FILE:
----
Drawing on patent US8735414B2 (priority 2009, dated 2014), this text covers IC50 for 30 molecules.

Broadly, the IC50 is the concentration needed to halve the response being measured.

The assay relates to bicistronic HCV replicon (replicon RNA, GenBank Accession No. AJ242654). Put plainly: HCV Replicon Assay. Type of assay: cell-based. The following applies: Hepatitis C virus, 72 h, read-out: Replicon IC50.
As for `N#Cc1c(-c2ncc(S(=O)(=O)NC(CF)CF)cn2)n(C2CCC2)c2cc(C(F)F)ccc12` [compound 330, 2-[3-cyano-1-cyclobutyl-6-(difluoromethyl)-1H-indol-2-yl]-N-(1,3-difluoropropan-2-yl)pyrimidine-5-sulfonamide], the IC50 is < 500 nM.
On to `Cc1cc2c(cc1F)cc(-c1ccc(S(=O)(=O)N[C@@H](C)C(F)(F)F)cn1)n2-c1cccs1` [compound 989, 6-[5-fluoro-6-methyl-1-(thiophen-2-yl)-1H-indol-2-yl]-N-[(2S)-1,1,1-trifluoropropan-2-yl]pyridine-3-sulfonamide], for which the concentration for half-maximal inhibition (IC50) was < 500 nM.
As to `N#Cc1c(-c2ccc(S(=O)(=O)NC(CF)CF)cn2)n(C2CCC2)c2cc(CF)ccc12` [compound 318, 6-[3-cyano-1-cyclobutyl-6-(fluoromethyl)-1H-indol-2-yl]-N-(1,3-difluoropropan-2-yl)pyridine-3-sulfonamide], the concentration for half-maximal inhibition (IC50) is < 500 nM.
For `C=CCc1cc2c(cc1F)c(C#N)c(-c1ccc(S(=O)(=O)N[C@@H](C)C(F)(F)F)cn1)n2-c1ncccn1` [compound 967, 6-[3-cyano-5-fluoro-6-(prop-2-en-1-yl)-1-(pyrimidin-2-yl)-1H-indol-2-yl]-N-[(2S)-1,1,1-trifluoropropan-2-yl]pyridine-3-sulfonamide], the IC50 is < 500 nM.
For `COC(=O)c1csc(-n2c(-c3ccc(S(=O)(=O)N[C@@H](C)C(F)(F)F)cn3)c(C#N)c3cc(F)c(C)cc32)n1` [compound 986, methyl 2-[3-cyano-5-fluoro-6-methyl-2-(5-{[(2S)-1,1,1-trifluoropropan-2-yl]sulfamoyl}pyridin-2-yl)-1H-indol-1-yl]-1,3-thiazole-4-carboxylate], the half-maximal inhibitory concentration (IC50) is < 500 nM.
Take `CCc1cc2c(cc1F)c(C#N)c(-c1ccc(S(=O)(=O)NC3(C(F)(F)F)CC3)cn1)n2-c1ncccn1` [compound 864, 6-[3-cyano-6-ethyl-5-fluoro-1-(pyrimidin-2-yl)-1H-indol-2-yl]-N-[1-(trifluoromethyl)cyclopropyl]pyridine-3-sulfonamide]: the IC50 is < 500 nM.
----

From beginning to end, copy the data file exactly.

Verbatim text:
Drawing on patent US8735414B2 (priority 2009, dated 2014), this text covers IC50 for 30 molecules.

Broadly, the IC50 is the concentration needed to halve the response being measured.

The assay relates to bicistronic HCV replicon (replicon RNA, GenBank Accession No. AJ242654). Put plainly: HCV Replicon Assay. Type of assay: cell-based. The following applies: Hepatitis C virus, 72 h, read-out: Replicon IC50.
As for `N#Cc1c(-c2ncc(S(=O)(=O)NC(CF)CF)cn2)n(C2CCC2)c2cc(C(F)F)ccc12` [compound 330, 2-[3-cyano-1-cyclobutyl-6-(difluoromethyl)-1H-indol-2-yl]-N-(1,3-difluoropropan-2-yl)pyrimidine-5-sulfonamide], the IC50 is < 500 nM.
On to `Cc1cc2c(cc1F)cc(-c1ccc(S(=O)(=O)N[C@@H](C)C(F)(F)F)cn1)n2-c1cccs1` [compound 989, 6-[5-fluoro-6-methyl-1-(thiophen-2-yl)-1H-indol-2-yl]-N-[(2S)-1,1,1-trifluoropropan-2-yl]pyridine-3-sulfonamide], for which the concentration for half-maximal inhibition (IC50) was < 500 nM.
As to `N#Cc1c(-c2ccc(S(=O)(=O)NC(CF)CF)cn2)n(C2CCC2)c2cc(CF)ccc12` [compound 318, 6-[3-cyano-1-cyclobutyl-6-(fluoromethyl)-1H-indol-2-yl]-N-(1,3-difluoropropan-2-yl)pyridine-3-sulfonamide], the concentration for half-maximal inhibition (IC50) is < 500 nM.
For `C=CCc1cc2c(cc1F)c(C#N)c(-c1ccc(S(=O)(=O)N[C@@H](C)C(F)(F)F)cn1)n2-c1ncccn1` [compound 967, 6-[3-cyano-5-fluoro-6-(prop-2-en-1-yl)-1-(pyrimidin-2-yl)-1H-indol-2-yl]-N-[(2S)-1,1,1-trifluoropropan-2-yl]pyridine-3-sulfonamide], the IC50 is < 500 nM.
For `COC(=O)c1csc(-n2c(-c3ccc(S(=O)(=O)N[C@@H](C)C(F)(F)F)cn3)c(C#N)c3cc(F)c(C)cc32)n1` [compound 986, methyl 2-[3-cyano-5-fluoro-6-methyl-2-(5-{[(2S)-1,1,1-trifluoropropan-2-yl]sulfamoyl}pyridin-2-yl)-1H-indol-1-yl]-1,3-thiazole-4-carboxylate], the half-maximal inhibitory concentration (IC50) is < 500 nM.
Take `CCc1cc2c(cc1F)c(C#N)c(-c1ccc(S(=O)(=O)NC3(C(F)(F)F)CC3)cn1)n2-c1ncccn1` [compound 864, 6-[3-cyano-6-ethyl-5-fluoro-1-(pyrimidin-2-yl)-1H-indol-2-yl]-N-[1-(trifluoromethyl)cyclopropyl]pyridine-3-sulfonamide]: the IC50 is < 500 nM.